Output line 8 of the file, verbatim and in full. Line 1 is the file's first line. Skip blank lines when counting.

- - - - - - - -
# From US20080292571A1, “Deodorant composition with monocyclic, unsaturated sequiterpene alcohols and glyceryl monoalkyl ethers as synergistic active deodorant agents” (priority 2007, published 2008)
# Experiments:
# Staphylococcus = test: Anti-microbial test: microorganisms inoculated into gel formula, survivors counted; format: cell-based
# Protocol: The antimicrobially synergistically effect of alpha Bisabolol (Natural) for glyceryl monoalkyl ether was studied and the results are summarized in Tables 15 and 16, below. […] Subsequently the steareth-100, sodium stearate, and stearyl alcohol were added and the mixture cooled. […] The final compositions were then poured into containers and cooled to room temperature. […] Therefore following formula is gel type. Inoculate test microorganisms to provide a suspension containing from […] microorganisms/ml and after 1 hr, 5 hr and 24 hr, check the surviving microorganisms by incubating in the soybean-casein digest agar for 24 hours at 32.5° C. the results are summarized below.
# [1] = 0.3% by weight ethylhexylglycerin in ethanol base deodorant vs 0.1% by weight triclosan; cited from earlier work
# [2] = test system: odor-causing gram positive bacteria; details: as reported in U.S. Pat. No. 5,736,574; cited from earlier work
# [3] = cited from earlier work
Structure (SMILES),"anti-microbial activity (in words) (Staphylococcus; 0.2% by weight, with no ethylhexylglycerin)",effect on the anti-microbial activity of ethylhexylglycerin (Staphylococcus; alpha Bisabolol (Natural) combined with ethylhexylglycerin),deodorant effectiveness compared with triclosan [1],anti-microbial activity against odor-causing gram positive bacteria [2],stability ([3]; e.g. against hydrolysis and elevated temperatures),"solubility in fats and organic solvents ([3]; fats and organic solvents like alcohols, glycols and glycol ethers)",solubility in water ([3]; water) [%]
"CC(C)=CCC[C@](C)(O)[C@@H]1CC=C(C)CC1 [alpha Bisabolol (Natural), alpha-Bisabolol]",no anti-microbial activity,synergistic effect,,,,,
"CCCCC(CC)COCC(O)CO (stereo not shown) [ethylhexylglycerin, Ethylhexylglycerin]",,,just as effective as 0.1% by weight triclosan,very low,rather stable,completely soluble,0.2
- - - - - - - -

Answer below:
Structure (SMILES),"anti-microbial activity (in words) (Staphylococcus; 0.2% by weight, with no ethylhexylglycerin)",effect on the anti-microbial activity of ethylhexylglycerin (Staphylococcus; alpha Bisabolol (Natural) combined with ethylhexylglycerin),deodorant effectiveness compared with triclosan [1],anti-microbial activity against odor-causing gram positive bacteria [2],stability ([3]; e.g. against hydrolysis and elevated temperatures),"solubility in fats and organic solvents ([3]; fats and organic solvents like alcohols, glycols and glycol ethers)",solubility in water ([3]; water) [%]